In the study mentioned above, the researchers compared the implementation of various processes of care in intervention and control hospitals at baseline and 18 months later and found that performance improved more in the intervention hospitals than in the control hospitals. However, while this strategy was effective at improving the quality of health care, it is unclear whether scaling up the approach would be a good use of limited resources. So in this study, the same researchers performed a cost-effectiveness analysis (which they conducted alongside the original trial) of their quality improvement intervention and estimated the costs and effects of scaling up this approach to cover the entire population of Kenya.
What Did the Researchers Do and Find?
In order to perform the cost part of the analysis, the researchers collected the relevant information on costs by using clinical and accounting record reviews and interviews with those involved in developing and implementing the intervention. The researchers evaluated the effectiveness part of the analysis by comparing the implementation of their improved quality of care strategy as delivered in the intervention hospitals with the partial intervention as delivered in the control hospitals by calculating the mean percentage improvement in the 14 process of care indicators at 18 months. Finally, the researchers calculated the costs of scaling up the intervention by applying their results to the whole of Kenya—121 hospital facilities with an estimated annual child admission rate of 2,000 per facility.
The researchers found that the quality of care (as measured by the process of care indicators) was 25% higher in intervention hospitals than in control hospitals, while the cost per child admission was US$50.74 in intervention hospitals compared to US$31.1 in control hospitals. The researchers calculated that each percentage improvement in the average quality of care was achieved at an additional cost of US$0.79 per admitted child. Extrapolating these results to all of Kenya, the estimated annual cost of scaling up the intervention nationally was US$3.6 million, about 0.6% of the annual child health budget in Kenya.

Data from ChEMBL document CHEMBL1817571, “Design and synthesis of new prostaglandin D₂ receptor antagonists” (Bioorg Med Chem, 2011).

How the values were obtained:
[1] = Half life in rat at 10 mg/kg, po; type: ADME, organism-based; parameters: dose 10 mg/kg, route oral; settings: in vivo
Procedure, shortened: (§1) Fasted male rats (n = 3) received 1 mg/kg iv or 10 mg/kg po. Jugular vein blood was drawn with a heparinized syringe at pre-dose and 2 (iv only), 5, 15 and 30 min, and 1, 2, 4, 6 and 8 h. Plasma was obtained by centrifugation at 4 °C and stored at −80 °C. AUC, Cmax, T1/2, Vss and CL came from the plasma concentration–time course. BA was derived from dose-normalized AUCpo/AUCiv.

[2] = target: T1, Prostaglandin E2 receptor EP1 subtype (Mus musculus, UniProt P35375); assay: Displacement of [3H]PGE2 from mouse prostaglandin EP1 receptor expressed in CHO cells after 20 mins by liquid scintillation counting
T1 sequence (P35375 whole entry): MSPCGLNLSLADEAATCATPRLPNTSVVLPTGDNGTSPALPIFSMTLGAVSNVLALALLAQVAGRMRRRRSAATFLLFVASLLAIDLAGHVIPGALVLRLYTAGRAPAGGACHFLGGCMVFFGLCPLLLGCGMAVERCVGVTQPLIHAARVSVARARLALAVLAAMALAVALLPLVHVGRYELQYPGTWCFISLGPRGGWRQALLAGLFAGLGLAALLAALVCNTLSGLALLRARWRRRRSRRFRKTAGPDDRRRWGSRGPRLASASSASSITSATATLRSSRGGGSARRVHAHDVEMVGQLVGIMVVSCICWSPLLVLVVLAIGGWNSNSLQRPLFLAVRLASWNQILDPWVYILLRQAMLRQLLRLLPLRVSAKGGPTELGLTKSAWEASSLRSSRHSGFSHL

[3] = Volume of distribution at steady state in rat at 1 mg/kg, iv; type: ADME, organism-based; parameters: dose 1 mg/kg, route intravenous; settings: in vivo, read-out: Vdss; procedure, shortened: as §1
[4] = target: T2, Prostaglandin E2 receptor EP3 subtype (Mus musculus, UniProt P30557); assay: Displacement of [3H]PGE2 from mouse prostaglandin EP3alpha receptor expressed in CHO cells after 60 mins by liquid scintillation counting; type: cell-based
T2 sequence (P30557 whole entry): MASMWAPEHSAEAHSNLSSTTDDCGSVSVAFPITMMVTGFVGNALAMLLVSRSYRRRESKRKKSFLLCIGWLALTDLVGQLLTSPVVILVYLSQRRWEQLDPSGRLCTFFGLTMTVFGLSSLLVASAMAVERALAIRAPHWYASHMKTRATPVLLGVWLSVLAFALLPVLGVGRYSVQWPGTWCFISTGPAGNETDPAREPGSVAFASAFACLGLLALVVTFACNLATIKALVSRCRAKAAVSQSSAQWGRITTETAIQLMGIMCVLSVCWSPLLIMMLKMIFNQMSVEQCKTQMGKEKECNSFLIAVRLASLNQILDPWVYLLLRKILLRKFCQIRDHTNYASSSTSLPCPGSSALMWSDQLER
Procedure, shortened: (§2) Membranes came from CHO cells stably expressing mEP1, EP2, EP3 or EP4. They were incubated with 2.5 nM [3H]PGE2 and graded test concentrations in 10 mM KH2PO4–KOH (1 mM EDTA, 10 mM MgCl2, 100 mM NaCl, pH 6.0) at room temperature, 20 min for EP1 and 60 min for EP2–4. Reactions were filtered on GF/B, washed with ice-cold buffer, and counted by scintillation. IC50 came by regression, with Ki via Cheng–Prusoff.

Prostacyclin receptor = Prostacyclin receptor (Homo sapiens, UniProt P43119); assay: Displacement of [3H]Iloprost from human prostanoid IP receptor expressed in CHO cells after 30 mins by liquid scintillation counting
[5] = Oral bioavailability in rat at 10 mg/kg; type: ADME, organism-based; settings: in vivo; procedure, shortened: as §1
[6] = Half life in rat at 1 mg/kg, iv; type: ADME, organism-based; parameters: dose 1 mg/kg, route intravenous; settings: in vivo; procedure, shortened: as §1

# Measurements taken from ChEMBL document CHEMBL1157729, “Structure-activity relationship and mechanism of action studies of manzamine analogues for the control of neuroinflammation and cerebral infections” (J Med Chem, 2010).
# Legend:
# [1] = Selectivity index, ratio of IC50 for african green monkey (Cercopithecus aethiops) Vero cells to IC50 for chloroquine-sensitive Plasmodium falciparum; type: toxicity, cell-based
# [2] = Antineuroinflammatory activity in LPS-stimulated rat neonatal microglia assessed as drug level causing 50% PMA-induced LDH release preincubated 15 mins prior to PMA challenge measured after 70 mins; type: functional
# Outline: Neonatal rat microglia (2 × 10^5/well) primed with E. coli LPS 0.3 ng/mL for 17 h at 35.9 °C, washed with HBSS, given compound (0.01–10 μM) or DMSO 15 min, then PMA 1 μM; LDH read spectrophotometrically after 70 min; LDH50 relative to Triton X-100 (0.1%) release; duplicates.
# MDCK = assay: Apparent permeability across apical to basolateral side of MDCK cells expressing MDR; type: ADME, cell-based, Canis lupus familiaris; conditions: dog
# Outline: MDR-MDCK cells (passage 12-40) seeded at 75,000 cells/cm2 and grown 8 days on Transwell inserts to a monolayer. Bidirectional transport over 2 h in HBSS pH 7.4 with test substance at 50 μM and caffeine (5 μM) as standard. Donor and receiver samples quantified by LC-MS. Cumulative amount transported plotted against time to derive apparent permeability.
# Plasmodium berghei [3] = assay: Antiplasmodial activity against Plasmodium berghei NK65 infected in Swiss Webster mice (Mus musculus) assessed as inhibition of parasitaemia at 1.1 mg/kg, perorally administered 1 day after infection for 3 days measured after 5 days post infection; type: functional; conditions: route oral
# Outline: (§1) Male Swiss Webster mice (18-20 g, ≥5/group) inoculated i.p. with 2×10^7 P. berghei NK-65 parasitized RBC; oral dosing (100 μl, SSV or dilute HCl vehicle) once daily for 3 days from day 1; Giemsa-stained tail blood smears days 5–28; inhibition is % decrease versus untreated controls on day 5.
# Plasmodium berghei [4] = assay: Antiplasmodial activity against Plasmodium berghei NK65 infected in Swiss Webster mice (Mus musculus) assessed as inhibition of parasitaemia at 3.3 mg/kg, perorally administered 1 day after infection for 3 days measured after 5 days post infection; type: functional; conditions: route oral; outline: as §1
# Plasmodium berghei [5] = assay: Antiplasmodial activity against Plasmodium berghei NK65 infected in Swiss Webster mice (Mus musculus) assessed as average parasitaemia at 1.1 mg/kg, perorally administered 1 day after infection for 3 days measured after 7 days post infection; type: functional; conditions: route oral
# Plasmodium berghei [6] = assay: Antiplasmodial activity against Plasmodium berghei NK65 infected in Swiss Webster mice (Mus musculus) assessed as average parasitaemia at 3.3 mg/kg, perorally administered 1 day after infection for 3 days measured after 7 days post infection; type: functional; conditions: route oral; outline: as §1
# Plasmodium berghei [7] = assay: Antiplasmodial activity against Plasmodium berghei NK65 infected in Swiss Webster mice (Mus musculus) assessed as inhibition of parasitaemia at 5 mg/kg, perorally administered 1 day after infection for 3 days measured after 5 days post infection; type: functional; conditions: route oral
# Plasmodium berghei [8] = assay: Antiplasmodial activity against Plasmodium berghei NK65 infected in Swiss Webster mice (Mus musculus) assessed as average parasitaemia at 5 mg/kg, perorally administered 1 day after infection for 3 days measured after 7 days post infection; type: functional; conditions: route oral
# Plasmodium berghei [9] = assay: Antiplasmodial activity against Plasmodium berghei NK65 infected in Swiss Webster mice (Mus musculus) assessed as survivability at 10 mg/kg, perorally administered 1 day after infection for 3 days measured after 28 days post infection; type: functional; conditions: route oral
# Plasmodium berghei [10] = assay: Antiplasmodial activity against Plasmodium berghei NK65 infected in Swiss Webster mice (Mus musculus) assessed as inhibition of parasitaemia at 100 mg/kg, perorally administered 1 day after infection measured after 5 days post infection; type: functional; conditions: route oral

What Do These Findings Mean?
The findings of this cost-effectiveness analysis suggests that a comprehensive quality improvement intervention is effective at improving standards of care but at an additional cost, which may be relatively cost effective compared with basic care if the improvements observed are associated with decreases in child inpatient mortality. The absolute costs for scaling up are comparable to, or even lower than, costs of other, major child health interventions. As the international community is giving an increasing focus to strengthening health systems, these findings provide a strong case for scaling up this intervention, which improves quality of care and service provision for the major causes of child mortality, in rural hospitals throughout Kenya and other district hospitals in sub-Saharan Africa.
Please access these Web sites via the online version of this summary at http://dx.doi.org/10.1371/journal.pmed.1001238.
The researchers' original article appeared in PLoS Medicine in 2011: Ayieko P, Ntoburi S, Wagai J, Opondo C, Opiyo N, et al. (2011) A Multifaceted Intervention to Implement Guidelines and Improve Admission Paediatric Care in Kenyan District Hospitals: A Cluster Randomised Trial. PLoS Med 8(4): e1001018. doi:10.1371/journal.pmed.1001018
The IDOC Africa provides further information on the ETAT+ strategy
The World Health Organization (WHO) provides information on MDG 4, including strategies to reduce global child mortality) and the WHO pocket-book “Hospital care for children” includes guidelines for the management of common but serious childhood illnesses in resource-limited settings
UNICEF www.unicef.org also publishes information on global child mortality rates and the Countdown to 2015 website tracks coverage levels for health interventions proven to reduce child mortality